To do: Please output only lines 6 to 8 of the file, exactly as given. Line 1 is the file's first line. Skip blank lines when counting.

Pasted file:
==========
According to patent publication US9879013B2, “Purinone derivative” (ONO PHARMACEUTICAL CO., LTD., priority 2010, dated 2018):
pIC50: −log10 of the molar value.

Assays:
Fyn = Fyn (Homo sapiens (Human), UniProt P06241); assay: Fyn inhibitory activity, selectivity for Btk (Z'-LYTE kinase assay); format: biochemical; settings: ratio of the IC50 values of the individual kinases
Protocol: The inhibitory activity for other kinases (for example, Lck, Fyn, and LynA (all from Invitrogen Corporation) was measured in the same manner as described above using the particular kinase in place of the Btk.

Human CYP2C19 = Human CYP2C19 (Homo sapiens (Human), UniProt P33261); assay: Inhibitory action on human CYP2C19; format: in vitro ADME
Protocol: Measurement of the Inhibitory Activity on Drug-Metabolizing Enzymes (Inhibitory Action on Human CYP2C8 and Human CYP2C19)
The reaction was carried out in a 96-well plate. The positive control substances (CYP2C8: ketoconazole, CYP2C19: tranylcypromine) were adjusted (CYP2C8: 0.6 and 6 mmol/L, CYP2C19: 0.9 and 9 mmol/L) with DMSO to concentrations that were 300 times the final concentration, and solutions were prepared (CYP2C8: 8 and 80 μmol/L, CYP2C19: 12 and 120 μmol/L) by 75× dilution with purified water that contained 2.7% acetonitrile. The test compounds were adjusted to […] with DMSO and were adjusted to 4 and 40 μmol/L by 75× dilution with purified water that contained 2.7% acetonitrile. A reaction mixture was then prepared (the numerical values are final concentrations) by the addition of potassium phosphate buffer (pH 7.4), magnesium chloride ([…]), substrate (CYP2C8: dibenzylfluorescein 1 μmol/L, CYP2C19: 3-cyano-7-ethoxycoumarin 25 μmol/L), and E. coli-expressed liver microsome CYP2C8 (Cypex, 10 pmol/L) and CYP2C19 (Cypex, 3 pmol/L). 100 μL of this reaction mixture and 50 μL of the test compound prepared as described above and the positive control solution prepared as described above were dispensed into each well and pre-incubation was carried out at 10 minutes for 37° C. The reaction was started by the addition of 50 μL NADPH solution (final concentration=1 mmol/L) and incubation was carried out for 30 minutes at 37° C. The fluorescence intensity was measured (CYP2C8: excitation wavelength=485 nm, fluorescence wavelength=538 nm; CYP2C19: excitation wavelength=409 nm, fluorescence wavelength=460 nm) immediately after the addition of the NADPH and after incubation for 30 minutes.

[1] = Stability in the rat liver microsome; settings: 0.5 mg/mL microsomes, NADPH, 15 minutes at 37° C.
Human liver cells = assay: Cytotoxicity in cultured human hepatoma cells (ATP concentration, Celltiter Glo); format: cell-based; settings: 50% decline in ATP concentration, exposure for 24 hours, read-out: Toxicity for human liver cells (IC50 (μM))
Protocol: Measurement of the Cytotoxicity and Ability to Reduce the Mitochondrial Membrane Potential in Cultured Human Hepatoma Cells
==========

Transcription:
Human CYP2C19 = Human CYP2C19 (Homo sapiens (Human), UniProt P33261); assay: Inhibitory action on human CYP2C19; format: in vitro ADME
Protocol: Measurement of the Inhibitory Activity on Drug-Metabolizing Enzymes (Inhibitory Action on Human CYP2C8 and Human CYP2C19)
The reaction was carried out in a 96-well plate. The positive control substances (CYP2C8: ketoconazole, CYP2C19: tranylcypromine) were adjusted (CYP2C8: 0.6 and 6 mmol/L, CYP2C19: 0.9 and 9 mmol/L) with DMSO to concentrations that were 300 times the final concentration, and solutions were prepared (CYP2C8: 8 and 80 μmol/L, CYP2C19: 12 and 120 μmol/L) by 75× dilution with purified water that contained 2.7% acetonitrile. The test compounds were adjusted to […] with DMSO and were adjusted to 4 and 40 μmol/L by 75× dilution with purified water that contained 2.7% acetonitrile. A reaction mixture was then prepared (the numerical values are final concentrations) by the addition of potassium phosphate buffer (pH 7.4), magnesium chloride ([…]), substrate (CYP2C8: dibenzylfluorescein 1 μmol/L, CYP2C19: 3-cyano-7-ethoxycoumarin 25 μmol/L), and E. coli-expressed liver microsome CYP2C8 (Cypex, 10 pmol/L) and CYP2C19 (Cypex, 3 pmol/L). 100 μL of this reaction mixture and 50 μL of the test compound prepared as described above and the positive control solution prepared as described above were dispensed into each well and pre-incubation was carried out at 10 minutes for 37° C. The reaction was started by the addition of 50 μL NADPH solution (final concentration=1 mmol/L) and incubation was carried out for 30 minutes at 37° C. The fluorescence intensity was measured (CYP2C8: excitation wavelength=485 nm, fluorescence wavelength=538 nm; CYP2C19: excitation wavelength=409 nm, fluorescence wavelength=460 nm) immediately after the addition of the NADPH and after incubation for 30 minutes.